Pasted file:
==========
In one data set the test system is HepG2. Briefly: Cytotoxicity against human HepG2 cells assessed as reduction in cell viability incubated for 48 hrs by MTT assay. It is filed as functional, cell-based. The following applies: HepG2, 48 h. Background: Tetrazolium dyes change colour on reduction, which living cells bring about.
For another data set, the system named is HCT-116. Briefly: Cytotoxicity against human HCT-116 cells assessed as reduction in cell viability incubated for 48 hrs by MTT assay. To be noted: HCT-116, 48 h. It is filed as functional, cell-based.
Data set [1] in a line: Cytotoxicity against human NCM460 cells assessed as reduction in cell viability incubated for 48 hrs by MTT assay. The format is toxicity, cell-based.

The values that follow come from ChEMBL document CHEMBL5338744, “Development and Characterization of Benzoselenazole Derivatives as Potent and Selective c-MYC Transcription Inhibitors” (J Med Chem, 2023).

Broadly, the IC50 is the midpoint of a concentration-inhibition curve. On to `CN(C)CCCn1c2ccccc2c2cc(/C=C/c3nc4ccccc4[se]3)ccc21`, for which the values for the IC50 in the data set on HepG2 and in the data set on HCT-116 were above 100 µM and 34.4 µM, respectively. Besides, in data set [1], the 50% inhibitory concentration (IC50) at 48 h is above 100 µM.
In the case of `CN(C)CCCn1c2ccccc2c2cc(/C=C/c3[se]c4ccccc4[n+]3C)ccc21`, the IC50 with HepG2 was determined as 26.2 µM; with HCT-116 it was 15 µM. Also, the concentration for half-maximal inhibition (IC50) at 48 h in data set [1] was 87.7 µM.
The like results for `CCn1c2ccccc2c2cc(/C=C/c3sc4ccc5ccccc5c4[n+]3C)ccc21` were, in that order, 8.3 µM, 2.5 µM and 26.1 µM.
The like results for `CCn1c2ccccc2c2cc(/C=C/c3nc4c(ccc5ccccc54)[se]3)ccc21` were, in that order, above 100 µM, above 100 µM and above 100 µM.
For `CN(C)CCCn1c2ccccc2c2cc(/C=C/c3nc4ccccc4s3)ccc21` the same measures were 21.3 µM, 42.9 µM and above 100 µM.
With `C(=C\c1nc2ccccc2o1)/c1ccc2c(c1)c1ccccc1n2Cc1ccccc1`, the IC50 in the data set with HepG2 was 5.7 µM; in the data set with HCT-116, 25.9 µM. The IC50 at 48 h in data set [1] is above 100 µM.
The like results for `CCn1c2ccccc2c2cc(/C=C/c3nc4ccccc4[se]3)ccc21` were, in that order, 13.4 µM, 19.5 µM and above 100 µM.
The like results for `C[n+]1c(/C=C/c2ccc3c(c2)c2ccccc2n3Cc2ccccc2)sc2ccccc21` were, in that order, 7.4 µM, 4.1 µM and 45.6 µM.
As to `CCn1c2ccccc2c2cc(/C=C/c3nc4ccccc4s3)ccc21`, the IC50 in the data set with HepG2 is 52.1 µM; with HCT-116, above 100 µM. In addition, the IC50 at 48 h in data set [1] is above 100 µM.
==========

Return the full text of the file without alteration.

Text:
In one data set the test system is HepG2. Briefly: Cytotoxicity against human HepG2 cells assessed as reduction in cell viability incubated for 48 hrs by MTT assay. It is filed as functional, cell-based. The following applies: HepG2, 48 h. Background: Tetrazolium dyes change colour on reduction, which living cells bring about.
For another data set, the system named is HCT-116. Briefly: Cytotoxicity against human HCT-116 cells assessed as reduction in cell viability incubated for 48 hrs by MTT assay. To be noted: HCT-116, 48 h. It is filed as functional, cell-based.
Data set [1] in a line: Cytotoxicity against human NCM460 cells assessed as reduction in cell viability incubated for 48 hrs by MTT assay. The format is toxicity, cell-based.

The values that follow come from ChEMBL document CHEMBL5338744, “Development and Characterization of Benzoselenazole Derivatives as Potent and Selective c-MYC Transcription Inhibitors” (J Med Chem, 2023).

Broadly, the IC50 is the midpoint of a concentration-inhibition curve. On to `CN(C)CCCn1c2ccccc2c2cc(/C=C/c3nc4ccccc4[se]3)ccc21`, for which the values for the IC50 in the data set on HepG2 and in the data set on HCT-116 were above 100 µM and 34.4 µM, respectively. Besides, in data set [1], the 50% inhibitory concentration (IC50) at 48 h is above 100 µM.
In the case of `CN(C)CCCn1c2ccccc2c2cc(/C=C/c3[se]c4ccccc4[n+]3C)ccc21`, the IC50 with HepG2 was determined as 26.2 µM; with HCT-116 it was 15 µM. Also, the concentration for half-maximal inhibition (IC50) at 48 h in data set [1] was 87.7 µM.
The like results for `CCn1c2ccccc2c2cc(/C=C/c3sc4ccc5ccccc5c4[n+]3C)ccc21` were, in that order, 8.3 µM, 2.5 µM and 26.1 µM.
The like results for `CCn1c2ccccc2c2cc(/C=C/c3nc4c(ccc5ccccc54)[se]3)ccc21` were, in that order, above 100 µM, above 100 µM and above 100 µM.
For `CN(C)CCCn1c2ccccc2c2cc(/C=C/c3nc4ccccc4s3)ccc21` the same measures were 21.3 µM, 42.9 µM and above 100 µM.
With `C(=C\c1nc2ccccc2o1)/c1ccc2c(c1)c1ccccc1n2Cc1ccccc1`, the IC50 in the data set with HepG2 was 5.7 µM; in the data set with HCT-116, 25.9 µM. The IC50 at 48 h in data set [1] is above 100 µM.
The like results for `CCn1c2ccccc2c2cc(/C=C/c3nc4ccccc4[se]3)ccc21` were, in that order, 13.4 µM, 19.5 µM and above 100 µM.
The like results for `C[n+]1c(/C=C/c2ccc3c(c2)c2ccccc2n3Cc2ccccc2)sc2ccccc21` were, in that order, 7.4 µM, 4.1 µM and 45.6 µM.
As to `CCn1c2ccccc2c2cc(/C=C/c3nc4ccccc4s3)ccc21`, the IC50 in the data set with HepG2 is 52.1 µM; with HCT-116, above 100 µM. In addition, the IC50 at 48 h in data set [1] is above 100 µM.